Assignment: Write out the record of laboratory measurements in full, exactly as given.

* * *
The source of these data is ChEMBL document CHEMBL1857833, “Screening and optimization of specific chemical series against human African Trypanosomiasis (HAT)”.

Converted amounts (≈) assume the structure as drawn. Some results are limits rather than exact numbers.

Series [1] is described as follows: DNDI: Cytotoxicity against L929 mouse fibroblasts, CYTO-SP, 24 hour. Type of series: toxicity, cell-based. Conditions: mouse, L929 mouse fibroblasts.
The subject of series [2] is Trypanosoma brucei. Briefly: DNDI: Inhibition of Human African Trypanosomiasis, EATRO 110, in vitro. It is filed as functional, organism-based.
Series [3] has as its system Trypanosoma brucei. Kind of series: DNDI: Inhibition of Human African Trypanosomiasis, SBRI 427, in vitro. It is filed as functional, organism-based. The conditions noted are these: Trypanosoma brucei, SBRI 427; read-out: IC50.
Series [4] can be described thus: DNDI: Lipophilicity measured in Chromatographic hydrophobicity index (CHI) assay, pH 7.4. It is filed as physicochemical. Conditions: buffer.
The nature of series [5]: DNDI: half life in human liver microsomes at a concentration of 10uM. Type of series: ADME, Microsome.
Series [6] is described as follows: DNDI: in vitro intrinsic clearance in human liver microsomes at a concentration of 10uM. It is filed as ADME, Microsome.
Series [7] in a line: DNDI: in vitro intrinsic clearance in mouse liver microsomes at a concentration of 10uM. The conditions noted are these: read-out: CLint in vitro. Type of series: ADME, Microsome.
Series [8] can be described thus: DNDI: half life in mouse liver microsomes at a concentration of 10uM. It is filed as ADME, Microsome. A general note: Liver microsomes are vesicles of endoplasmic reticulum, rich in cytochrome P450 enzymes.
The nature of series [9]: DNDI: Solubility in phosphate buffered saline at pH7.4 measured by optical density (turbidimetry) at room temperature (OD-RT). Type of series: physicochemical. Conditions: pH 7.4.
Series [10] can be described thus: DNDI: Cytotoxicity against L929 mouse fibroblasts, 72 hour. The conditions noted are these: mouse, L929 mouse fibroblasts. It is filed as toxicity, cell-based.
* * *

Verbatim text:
The source of these data is ChEMBL document CHEMBL1857833, “Screening and optimization of specific chemical series against human African Trypanosomiasis (HAT)”.

Converted amounts (≈) assume the structure as drawn. Some results are limits rather than exact numbers.

Series [1] is described as follows: DNDI: Cytotoxicity against L929 mouse fibroblasts, CYTO-SP, 24 hour. Type of series: toxicity, cell-based. Conditions: mouse, L929 mouse fibroblasts.
The subject of series [2] is Trypanosoma brucei. Briefly: DNDI: Inhibition of Human African Trypanosomiasis, EATRO 110, in vitro. It is filed as functional, organism-based.
Series [3] has as its system Trypanosoma brucei. Kind of series: DNDI: Inhibition of Human African Trypanosomiasis, SBRI 427, in vitro. It is filed as functional, organism-based. The conditions noted are these: Trypanosoma brucei, SBRI 427; read-out: IC50.
Series [4] can be described thus: DNDI: Lipophilicity measured in Chromatographic hydrophobicity index (CHI) assay, pH 7.4. It is filed as physicochemical. Conditions: buffer.
The nature of series [5]: DNDI: half life in human liver microsomes at a concentration of 10uM. Type of series: ADME, Microsome.
Series [6] is described as follows: DNDI: in vitro intrinsic clearance in human liver microsomes at a concentration of 10uM. It is filed as ADME, Microsome.
Series [7] in a line: DNDI: in vitro intrinsic clearance in mouse liver microsomes at a concentration of 10uM. The conditions noted are these: read-out: CLint in vitro. Type of series: ADME, Microsome.
Series [8] can be described thus: DNDI: half life in mouse liver microsomes at a concentration of 10uM. It is filed as ADME, Microsome. A general note: Liver microsomes are vesicles of endoplasmic reticulum, rich in cytochrome P450 enzymes.
The nature of series [9]: DNDI: Solubility in phosphate buffered saline at pH7.4 measured by optical density (turbidimetry) at room temperature (OD-RT). Type of series: physicochemical. Conditions: pH 7.4.
Series [10] can be described thus: DNDI: Cytotoxicity against L929 mouse fibroblasts, 72 hour. The conditions noted are these: mouse, L929 mouse fibroblasts. It is filed as toxicity, cell-based.